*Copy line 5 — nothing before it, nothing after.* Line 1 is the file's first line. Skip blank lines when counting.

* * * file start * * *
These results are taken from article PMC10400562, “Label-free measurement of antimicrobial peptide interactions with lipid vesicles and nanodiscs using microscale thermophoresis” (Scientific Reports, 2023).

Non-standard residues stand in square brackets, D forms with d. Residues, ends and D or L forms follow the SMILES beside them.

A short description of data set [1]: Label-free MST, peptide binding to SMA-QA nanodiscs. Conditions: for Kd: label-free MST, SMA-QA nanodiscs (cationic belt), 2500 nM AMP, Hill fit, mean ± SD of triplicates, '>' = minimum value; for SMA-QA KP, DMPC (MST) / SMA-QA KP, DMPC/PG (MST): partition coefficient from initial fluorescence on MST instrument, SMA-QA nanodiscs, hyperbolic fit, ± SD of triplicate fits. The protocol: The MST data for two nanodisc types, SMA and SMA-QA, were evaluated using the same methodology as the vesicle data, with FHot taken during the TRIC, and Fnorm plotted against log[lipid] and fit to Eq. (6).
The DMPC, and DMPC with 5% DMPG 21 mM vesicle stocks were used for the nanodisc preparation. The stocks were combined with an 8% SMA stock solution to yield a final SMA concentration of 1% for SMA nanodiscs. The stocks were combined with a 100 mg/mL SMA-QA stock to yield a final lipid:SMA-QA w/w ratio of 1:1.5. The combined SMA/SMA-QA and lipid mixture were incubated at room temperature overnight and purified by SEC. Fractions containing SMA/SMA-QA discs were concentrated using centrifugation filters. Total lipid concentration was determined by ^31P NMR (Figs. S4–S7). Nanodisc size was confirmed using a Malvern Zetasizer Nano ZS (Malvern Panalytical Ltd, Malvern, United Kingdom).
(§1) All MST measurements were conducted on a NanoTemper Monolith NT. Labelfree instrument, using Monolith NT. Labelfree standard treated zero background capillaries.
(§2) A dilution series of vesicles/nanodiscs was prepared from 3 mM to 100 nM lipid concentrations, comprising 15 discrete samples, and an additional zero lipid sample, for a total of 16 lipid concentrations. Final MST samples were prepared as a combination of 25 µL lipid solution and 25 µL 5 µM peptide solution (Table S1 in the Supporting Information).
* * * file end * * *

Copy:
(§1) All MST measurements were conducted on a NanoTemper Monolith NT. Labelfree instrument, using Monolith NT. Labelfree standard treated zero background capillaries.